Supporters of the Advance Market Commitment (AMC) for vaccines had much to toast this month as five countries--Britain, Canada, Italy, Norway and Russia--put forward $1.5 billion to support the first AMC for pneumococcal disease, the leading cause of childhood pneumonia deaths, and the second leading cause of childhood meningitis deaths worldwide.
CGD Policy Blogs
What do you observe about mobile phones when you travel in Africa and Asia? It's not just that everybody is on their mobile phone; they are on their mobile phones all the time, messaging their way through their day. Capitalizing on this fast-spreading communication technology in the developing world, PEPFAR's latest foray into a private-public partnership to move information up and down the health service delivery chain is commendable.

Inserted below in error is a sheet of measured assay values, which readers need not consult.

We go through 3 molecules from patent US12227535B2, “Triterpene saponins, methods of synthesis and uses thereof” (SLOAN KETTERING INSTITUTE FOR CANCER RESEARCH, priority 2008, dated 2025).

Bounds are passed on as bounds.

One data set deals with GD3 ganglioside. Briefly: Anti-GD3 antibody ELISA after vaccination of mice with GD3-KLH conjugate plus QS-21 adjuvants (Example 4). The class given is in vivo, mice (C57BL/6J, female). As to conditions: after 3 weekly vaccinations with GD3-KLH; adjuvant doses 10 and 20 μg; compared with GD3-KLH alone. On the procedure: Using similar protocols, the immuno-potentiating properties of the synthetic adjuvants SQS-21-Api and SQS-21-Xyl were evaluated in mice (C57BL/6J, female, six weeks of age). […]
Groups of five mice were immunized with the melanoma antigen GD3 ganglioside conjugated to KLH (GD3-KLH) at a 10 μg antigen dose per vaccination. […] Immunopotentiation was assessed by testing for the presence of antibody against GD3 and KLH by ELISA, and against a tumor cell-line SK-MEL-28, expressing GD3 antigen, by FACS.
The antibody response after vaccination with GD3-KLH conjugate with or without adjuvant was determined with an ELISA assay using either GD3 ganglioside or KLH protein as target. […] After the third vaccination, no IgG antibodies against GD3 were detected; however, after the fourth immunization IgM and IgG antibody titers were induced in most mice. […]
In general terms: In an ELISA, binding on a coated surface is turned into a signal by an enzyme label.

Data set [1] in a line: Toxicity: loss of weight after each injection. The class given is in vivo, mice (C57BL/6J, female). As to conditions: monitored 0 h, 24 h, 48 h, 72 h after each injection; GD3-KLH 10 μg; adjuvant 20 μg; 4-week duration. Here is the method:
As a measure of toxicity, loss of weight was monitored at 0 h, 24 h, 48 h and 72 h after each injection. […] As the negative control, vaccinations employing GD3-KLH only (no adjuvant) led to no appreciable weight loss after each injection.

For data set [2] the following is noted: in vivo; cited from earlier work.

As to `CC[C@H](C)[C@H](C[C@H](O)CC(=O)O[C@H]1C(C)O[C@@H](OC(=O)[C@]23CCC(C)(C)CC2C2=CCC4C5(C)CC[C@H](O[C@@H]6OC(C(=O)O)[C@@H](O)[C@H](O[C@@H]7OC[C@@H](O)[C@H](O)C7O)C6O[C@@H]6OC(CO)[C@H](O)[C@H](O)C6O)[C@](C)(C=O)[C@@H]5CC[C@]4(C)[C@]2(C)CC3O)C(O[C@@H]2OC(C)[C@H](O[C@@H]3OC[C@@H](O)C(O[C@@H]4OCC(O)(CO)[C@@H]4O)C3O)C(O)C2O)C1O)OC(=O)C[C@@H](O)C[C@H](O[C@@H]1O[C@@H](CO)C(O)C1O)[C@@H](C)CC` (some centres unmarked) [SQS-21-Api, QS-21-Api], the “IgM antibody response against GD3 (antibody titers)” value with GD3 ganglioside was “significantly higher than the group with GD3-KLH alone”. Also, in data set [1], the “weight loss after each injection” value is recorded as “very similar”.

Our friend and fellow blogger Christine Gorman has announced that she is leaving her position at TIME magazine at the end of this week, after 22 years. She's apparently caught the global health bug in a big way, and is going to pursue more learning, more action and (hopefully) more writing about how to tackle the great health and humanitarian challenges of our time. Christine will be an occasional contributor to TIME on international health and consumer issues, and has her own website.
Reuters reported Wednesday that a group of wealthy countries including Italy, Britain, Canada and Norway will announce in Rome on Friday a $1.5 billion advance market commitment to purchase vaccines to prevent pneumococcus, which kills more than a than a million kids each year in the developing world, through illnesses such as pneumonia and meningitis.